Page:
Ap`pre*hen"sion (#), n. [L. apprehensio: cf. F. appr'ehension. See Apprehend.]


The act of seizing or taking hold of; seizure; as, the hand is an organ of apprehension.

Sir T. Browne.


The act of seizing or taking by legal process; arrest; as, the felon, after his apprehension, escaped.


The act of grasping with the intellect; the contemplation of things, without affirming, denying, or passing any judgment; intellection; perception.

Simple apprehension denotes no more than the soul's naked intellection of an object. Glanvill.


Opinion; conception; sentiment; idea.

⇒ In this sense, the word often denotes a belief, founded on sufficient evidence to give preponderation to the mind, but insufficient to induce certainty; as, in our apprehension, the facts prove the issue.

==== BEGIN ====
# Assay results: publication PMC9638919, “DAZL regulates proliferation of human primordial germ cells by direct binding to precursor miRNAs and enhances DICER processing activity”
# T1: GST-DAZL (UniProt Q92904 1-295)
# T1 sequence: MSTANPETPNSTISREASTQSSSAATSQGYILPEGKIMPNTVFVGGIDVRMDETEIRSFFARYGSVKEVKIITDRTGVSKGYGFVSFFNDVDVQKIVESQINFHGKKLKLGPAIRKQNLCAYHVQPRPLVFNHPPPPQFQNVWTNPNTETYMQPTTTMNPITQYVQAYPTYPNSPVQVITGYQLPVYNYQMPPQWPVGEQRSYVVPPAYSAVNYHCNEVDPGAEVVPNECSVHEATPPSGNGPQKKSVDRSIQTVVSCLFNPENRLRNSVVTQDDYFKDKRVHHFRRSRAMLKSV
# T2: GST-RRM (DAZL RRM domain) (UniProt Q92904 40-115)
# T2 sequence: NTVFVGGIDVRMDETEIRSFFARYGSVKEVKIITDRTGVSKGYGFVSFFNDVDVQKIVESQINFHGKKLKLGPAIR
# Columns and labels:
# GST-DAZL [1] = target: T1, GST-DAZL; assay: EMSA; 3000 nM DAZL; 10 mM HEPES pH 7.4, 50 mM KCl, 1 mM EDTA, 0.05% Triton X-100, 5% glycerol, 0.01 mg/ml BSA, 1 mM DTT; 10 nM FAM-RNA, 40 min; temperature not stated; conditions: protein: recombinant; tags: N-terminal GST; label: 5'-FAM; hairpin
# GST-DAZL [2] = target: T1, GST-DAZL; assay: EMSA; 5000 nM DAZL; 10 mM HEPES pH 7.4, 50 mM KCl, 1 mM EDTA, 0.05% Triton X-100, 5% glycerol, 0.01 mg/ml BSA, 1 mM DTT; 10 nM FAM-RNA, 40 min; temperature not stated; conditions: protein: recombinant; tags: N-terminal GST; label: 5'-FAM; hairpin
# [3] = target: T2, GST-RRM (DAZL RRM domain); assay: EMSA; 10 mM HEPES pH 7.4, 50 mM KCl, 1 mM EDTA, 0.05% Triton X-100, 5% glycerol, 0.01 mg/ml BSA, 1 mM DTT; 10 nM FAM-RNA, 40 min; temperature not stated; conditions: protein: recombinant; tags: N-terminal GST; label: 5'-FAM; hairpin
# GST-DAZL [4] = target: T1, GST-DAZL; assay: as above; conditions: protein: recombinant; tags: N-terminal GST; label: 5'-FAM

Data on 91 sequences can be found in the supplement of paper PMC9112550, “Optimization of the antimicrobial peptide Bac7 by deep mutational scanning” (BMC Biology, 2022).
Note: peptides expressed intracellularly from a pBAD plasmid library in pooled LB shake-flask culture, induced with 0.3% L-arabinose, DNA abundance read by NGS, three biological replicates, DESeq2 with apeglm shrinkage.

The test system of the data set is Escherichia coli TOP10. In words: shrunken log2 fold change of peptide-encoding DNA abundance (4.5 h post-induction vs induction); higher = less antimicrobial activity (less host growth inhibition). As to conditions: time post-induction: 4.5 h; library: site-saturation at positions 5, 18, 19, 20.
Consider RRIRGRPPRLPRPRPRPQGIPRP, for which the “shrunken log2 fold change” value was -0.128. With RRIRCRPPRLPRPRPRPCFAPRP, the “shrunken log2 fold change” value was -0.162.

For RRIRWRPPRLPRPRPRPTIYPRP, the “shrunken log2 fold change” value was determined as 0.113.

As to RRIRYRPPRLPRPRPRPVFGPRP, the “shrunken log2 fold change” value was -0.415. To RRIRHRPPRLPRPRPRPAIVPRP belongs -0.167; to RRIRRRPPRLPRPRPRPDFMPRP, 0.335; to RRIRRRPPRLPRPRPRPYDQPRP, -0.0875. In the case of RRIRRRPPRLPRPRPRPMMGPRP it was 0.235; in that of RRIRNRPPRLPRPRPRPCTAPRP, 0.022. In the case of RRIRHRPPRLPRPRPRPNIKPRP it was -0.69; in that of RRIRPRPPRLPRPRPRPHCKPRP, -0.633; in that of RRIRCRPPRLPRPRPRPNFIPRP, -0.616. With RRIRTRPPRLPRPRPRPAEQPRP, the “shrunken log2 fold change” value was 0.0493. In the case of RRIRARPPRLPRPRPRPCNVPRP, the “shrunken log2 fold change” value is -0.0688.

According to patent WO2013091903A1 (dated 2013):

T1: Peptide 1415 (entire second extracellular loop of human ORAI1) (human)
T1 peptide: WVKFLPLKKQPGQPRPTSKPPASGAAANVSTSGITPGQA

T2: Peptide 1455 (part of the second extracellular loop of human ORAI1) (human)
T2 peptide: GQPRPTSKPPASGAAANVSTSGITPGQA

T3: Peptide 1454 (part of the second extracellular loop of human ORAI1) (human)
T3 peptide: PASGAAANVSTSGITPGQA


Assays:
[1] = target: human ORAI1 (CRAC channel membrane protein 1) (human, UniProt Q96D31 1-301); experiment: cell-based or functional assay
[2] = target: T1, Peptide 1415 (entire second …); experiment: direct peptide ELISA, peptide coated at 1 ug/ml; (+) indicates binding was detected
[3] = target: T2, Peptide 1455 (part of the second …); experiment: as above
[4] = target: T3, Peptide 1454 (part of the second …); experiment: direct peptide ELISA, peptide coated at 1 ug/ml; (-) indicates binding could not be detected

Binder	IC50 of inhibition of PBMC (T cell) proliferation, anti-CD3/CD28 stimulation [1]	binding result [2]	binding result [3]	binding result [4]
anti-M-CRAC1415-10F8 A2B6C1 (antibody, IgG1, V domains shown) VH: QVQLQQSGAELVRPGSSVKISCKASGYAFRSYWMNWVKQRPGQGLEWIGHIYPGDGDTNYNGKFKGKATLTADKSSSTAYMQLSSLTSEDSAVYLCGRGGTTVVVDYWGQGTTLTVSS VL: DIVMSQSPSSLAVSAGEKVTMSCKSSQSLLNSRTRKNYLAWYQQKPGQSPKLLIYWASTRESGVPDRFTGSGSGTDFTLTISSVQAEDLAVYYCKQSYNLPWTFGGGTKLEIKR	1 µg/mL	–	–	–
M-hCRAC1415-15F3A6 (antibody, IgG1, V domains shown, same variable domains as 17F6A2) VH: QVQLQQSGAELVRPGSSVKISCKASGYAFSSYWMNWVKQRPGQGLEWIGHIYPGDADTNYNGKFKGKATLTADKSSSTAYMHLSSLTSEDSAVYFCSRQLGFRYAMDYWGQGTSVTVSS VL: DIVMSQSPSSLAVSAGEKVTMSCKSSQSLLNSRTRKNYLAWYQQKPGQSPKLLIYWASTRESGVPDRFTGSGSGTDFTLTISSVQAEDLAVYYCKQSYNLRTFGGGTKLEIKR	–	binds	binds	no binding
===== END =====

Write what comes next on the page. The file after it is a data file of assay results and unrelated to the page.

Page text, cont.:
To false, and to be thought false, is all one in respect of men, who act not according to truth, but apprehension. South.


The faculty by which ideas are conceived; understanding; as, a man of dull apprehension.


Anticipation, mostly of things unfavorable; distrust or fear at the prospect of future evil.

After the death of his nephew Caligula, Claudius was in no small apprehension for his own life. Addison.

Syn. -- Apprehension, Alarm. Apprehension springs from a sense of danger when somewhat remote, but approaching; alarm arises from danger when announced as near at hand. Apprehension is calmer and more permanent; alarm is more agitating and transient.


© Webster 1913.

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